Associate Job Losses May Mean Paralegal Job Gains

 04kKnow,Cover_jpg This is the second time this week I read an article about paralegals gaining jobs in this miserable economy.  OK, it's not miserable for absolutely everyone.  But if you're watching Katie or Brian on the BigNews channels, you'll have to agree that most of the U.S. is running pretty lean and mean.

Law360 reported yesterday that while associates are fighting to keep their wits about them as the blood flows down to the first floor, paralegals may be gaining jobs and added responsibilities.  With clients screaming about high fees, law firms are letting associates go but paralegals may be an unexpected beneficiary of this recession.

According to Alan Miles, founder of California-based Alan Miles & Associates , paralegals are going to descimate the junior associate ranks.  Where there used to be 3-4 associates per partner, clients do not want to pay for extra bodies any longer. The work still has to be done but law firms are finally getting the message, giving what was considered lower level associate work to more senior level paralegals. I also believe that clients finally wised-up to the fact that first and second-year associates were training on their dime.  No longer.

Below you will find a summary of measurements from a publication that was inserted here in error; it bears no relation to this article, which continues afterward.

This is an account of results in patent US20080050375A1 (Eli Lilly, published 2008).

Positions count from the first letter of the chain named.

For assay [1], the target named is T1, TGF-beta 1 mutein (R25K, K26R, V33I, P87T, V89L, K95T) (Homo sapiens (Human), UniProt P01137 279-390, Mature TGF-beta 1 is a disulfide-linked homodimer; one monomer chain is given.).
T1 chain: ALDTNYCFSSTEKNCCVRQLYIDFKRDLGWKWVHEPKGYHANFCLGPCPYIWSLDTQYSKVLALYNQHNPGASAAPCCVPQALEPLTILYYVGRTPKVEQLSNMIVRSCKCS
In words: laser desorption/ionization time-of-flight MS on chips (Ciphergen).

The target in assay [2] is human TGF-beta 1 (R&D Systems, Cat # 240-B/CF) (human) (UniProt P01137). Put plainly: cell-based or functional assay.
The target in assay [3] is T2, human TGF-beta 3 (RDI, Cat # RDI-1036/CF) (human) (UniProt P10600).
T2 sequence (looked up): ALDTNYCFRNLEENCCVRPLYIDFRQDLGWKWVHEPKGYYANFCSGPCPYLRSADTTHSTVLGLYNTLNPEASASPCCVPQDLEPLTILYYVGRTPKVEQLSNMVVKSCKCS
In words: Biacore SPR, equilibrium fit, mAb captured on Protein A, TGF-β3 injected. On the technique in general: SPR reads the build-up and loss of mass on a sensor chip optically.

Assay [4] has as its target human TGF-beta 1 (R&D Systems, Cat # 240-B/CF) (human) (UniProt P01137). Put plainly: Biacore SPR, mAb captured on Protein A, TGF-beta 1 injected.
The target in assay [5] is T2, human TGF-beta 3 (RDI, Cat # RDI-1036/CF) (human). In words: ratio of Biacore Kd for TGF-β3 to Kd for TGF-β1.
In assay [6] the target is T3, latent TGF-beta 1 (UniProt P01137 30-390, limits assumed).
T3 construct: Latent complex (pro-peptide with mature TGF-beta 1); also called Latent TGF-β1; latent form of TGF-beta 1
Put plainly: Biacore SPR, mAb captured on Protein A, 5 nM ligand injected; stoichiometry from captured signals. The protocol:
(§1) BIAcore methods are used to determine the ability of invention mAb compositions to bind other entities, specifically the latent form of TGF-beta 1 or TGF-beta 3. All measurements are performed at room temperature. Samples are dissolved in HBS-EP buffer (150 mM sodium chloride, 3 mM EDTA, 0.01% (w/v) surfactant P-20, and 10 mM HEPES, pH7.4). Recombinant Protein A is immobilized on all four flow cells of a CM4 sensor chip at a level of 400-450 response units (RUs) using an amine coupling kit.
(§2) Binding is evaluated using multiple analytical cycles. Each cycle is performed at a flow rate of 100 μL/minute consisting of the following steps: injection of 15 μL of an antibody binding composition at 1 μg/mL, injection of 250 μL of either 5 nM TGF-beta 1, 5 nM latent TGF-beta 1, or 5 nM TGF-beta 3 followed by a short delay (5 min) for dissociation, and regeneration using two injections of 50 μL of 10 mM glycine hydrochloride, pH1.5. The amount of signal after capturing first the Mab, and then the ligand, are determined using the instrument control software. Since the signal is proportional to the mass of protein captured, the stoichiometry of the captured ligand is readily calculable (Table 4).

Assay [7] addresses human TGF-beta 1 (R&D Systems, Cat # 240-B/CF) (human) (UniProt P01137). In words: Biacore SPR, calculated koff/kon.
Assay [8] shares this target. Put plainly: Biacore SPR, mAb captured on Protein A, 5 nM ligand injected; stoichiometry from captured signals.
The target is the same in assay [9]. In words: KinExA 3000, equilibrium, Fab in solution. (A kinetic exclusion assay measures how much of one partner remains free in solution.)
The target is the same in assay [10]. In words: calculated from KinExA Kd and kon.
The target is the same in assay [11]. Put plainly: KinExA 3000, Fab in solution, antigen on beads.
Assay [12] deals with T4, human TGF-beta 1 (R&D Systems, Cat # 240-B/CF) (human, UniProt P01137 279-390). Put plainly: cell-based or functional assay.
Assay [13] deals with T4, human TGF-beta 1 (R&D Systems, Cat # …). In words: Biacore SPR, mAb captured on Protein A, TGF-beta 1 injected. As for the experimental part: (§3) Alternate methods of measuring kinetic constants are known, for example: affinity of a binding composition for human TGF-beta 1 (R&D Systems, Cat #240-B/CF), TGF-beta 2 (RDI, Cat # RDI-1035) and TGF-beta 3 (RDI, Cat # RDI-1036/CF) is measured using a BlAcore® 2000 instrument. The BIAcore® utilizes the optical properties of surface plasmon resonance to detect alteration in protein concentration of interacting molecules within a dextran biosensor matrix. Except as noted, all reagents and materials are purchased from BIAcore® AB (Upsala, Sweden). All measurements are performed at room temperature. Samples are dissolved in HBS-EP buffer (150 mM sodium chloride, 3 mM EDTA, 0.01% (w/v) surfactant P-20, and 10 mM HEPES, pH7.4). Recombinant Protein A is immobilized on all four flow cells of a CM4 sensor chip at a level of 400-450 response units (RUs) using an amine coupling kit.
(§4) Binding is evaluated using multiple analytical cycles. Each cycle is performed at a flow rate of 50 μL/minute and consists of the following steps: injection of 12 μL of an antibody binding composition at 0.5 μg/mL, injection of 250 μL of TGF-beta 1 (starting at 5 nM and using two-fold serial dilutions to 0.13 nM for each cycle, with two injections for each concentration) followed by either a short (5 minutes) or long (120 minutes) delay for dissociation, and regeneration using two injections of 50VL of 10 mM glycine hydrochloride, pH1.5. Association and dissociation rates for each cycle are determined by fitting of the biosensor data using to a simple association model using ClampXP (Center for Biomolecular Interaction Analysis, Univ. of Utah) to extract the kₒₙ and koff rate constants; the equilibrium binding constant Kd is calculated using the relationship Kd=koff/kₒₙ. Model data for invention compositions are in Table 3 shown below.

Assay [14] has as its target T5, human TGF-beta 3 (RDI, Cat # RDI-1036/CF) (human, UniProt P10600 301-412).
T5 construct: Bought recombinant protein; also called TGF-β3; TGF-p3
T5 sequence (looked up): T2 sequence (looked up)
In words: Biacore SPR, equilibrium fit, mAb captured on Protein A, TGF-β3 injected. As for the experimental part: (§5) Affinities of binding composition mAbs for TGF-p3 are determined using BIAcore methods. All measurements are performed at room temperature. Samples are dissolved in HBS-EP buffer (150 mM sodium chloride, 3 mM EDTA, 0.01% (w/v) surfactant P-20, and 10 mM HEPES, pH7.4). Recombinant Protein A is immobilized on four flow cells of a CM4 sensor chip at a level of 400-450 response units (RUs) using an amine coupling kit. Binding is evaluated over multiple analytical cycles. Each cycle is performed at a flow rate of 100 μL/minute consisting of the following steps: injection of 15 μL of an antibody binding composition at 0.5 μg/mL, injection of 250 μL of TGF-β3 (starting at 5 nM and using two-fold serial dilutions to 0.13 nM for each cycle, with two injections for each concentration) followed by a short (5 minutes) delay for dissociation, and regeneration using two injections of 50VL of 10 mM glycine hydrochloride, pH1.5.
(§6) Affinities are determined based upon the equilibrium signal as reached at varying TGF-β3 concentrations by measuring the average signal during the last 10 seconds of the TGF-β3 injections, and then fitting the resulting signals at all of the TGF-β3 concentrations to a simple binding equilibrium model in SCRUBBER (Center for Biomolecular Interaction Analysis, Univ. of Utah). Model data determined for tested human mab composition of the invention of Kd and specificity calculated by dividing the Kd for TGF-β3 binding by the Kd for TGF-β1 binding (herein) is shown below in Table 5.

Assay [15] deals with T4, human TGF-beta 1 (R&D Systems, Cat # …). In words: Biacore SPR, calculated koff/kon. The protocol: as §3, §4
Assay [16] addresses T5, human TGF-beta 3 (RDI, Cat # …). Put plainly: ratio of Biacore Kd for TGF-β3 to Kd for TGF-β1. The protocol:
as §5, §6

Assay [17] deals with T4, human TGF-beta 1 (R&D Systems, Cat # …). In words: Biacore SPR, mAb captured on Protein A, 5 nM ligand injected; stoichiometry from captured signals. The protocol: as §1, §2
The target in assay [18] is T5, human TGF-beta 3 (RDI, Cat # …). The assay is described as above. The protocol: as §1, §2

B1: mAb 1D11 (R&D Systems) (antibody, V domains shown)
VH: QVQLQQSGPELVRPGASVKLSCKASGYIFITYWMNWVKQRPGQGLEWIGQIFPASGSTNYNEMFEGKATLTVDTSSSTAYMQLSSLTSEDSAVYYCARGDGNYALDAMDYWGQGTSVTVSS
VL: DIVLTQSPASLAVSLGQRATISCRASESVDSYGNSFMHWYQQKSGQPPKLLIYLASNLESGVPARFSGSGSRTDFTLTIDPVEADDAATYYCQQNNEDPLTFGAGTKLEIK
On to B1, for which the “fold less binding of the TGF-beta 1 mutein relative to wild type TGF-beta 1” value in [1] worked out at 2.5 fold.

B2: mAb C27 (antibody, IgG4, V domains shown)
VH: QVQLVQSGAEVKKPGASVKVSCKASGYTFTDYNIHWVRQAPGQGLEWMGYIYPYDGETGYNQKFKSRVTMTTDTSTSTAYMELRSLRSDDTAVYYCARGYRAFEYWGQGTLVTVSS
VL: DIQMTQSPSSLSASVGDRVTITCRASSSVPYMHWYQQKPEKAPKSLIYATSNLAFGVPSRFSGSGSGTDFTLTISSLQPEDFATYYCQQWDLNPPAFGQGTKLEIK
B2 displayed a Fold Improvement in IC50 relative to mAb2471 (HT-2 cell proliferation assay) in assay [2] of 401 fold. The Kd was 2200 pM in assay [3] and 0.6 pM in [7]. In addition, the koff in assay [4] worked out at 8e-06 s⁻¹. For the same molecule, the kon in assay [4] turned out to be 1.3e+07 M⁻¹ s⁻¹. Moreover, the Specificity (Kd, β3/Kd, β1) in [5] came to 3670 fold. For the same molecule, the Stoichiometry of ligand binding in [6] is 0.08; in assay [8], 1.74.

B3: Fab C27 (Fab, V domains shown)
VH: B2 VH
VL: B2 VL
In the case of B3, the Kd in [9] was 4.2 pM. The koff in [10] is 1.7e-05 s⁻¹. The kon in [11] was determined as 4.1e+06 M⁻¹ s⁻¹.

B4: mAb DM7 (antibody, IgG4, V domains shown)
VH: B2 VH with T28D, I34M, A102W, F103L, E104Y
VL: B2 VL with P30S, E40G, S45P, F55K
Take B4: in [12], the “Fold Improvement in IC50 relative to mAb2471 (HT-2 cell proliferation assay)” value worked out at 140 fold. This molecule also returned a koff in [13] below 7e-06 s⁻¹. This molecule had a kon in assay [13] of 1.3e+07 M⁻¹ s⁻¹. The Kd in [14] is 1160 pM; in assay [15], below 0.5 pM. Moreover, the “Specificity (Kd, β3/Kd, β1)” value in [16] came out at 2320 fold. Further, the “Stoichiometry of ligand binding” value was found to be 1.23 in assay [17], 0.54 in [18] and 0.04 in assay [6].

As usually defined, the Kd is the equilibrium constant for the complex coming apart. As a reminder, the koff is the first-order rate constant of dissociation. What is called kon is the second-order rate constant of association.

The expense of the paralegal is much lower than an associate earning $170-$180k per year.  The learning curve is shorter and – no surprise here – you are not going to make a paralegal partner.  (My apologies to those paralegals who are learning that here for the first time.) 

Hot skills are still e-discovery, technology, transactional corporate and IP.  Paralegals are not trained in the practice of law or theory.  However, resistence still exists in many firms to paralegals performing associate level work.  In many of those firms, the type of work the paralegal can take on is not clearly defined.  Rather, a generalization is made that paralegals should not be doing "first or second-year" work. Have these firms defined what part of the associate work should they not be doing?  Granted, there is a significant amount. But, it's really the other way around – first and second year associates should not be doing paralegal work (much less billing the client associate rates for paralegal designated assignments).

Clear definitions and job descriptions need to be established.  Many firms would be surprised that, given a well-trained, savvy paralegal, a law firm can have its chocolate cake and eat it too.  The client gets the work done at a reasonable rate, the firm makes money and most importantly, the paralegal gets a nice push up that "invisible" ladder.

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